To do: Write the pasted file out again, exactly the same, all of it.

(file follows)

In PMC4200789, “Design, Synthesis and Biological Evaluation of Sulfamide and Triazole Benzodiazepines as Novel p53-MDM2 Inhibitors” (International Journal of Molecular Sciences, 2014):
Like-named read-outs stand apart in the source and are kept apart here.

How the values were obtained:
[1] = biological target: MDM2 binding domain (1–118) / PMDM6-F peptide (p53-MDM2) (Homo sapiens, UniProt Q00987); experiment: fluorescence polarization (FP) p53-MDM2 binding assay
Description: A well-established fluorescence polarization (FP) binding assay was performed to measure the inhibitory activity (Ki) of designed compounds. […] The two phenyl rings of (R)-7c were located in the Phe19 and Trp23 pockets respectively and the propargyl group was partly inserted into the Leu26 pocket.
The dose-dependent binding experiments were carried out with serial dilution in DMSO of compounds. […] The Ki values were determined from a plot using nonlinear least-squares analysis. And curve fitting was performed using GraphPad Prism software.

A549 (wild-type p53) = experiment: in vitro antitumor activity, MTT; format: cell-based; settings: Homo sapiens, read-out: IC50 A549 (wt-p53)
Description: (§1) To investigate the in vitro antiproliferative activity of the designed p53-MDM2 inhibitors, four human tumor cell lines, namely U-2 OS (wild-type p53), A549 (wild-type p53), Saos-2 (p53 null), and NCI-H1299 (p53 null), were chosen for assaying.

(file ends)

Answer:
In PMC4200789, “Design, Synthesis and Biological Evaluation of Sulfamide and Triazole Benzodiazepines as Novel p53-MDM2 Inhibitors” (International Journal of Molecular Sciences, 2014):
Like-named read-outs stand apart in the source and are kept apart here.

How the values were obtained:
[1] = biological target: MDM2 binding domain (1–118) / PMDM6-F peptide (p53-MDM2) (Homo sapiens, UniProt Q00987); experiment: fluorescence polarization (FP) p53-MDM2 binding assay
Description: A well-established fluorescence polarization (FP) binding assay was performed to measure the inhibitory activity (Ki) of designed compounds. […] The two phenyl rings of (R)-7c were located in the Phe19 and Trp23 pockets respectively and the propargyl group was partly inserted into the Leu26 pocket.
The dose-dependent binding experiments were carried out with serial dilution in DMSO of compounds. […] The Ki values were determined from a plot using nonlinear least-squares analysis. And curve fitting was performed using GraphPad Prism software.

A549 (wild-type p53) = experiment: in vitro antitumor activity, MTT; format: cell-based; settings: Homo sapiens, read-out: IC50 A549 (wt-p53)
Description: (§1) To investigate the in vitro antiproliferative activity of the designed p53-MDM2 inhibitors, four human tumor cell lines, namely U-2 OS (wild-type p53), A549 (wild-type p53), Saos-2 (p53 null), and NCI-H1299 (p53 null), were chosen for assaying.